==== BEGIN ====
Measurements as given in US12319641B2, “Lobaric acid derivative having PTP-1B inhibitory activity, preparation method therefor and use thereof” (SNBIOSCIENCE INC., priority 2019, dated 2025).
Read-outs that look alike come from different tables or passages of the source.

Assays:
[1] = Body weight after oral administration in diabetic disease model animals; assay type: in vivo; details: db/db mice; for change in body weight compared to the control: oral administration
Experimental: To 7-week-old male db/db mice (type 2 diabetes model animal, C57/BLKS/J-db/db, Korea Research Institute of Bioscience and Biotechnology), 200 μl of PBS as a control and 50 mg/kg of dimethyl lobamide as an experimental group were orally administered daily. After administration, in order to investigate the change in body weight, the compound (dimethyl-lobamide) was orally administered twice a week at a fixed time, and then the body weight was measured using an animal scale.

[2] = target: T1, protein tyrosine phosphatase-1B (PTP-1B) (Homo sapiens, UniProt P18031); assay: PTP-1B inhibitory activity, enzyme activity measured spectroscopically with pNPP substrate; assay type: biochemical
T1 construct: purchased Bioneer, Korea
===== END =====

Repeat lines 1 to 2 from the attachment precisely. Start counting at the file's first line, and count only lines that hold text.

Measurements as given in US12319641B2, “Lobaric acid derivative having PTP-1B inhibitory activity, preparation method therefor and use thereof” (SNBIOSCIENCE INC., priority 2019, dated 2025).
Read-outs that look alike come from different tables or passages of the source.